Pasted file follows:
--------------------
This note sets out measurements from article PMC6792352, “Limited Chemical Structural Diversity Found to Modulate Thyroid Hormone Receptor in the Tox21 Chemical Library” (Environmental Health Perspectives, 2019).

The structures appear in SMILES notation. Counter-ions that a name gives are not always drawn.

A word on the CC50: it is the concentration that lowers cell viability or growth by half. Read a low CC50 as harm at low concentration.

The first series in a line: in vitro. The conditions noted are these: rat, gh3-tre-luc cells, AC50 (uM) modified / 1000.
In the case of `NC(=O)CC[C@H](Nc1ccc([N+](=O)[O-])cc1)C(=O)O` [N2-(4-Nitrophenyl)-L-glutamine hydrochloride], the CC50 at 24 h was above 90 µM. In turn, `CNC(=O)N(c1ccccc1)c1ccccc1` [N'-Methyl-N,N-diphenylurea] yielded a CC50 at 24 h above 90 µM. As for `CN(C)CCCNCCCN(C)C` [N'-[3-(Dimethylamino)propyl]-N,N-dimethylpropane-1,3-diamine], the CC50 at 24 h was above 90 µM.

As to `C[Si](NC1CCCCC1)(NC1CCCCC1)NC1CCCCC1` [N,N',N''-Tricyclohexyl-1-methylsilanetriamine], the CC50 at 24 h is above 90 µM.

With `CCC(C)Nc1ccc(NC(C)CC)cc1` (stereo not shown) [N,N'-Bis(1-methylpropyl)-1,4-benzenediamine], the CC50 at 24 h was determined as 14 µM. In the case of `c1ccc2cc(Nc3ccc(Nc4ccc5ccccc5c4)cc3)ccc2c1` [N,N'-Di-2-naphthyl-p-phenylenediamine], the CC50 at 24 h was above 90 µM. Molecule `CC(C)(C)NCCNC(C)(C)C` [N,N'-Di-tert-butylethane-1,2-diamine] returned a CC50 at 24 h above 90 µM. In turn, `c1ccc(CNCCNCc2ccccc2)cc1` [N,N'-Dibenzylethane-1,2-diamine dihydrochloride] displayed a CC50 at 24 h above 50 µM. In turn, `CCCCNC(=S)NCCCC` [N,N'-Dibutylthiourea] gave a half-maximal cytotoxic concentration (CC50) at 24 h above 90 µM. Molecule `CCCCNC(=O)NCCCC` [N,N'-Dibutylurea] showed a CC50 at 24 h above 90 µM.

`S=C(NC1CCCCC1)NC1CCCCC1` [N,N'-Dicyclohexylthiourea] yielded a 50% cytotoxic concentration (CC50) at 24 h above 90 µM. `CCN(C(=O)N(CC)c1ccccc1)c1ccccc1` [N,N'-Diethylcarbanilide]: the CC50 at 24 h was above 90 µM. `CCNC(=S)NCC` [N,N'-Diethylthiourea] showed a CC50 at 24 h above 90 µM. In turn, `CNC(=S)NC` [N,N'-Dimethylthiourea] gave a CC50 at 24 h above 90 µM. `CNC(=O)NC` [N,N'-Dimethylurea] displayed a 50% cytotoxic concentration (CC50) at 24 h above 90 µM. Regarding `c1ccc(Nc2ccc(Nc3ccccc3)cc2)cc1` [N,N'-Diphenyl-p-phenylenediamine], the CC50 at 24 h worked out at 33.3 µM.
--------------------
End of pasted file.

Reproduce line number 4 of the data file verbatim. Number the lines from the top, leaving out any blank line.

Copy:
The first series in a line: in vitro. The conditions noted are these: rat, gh3-tre-luc cells, AC50 (uM) modified / 1000.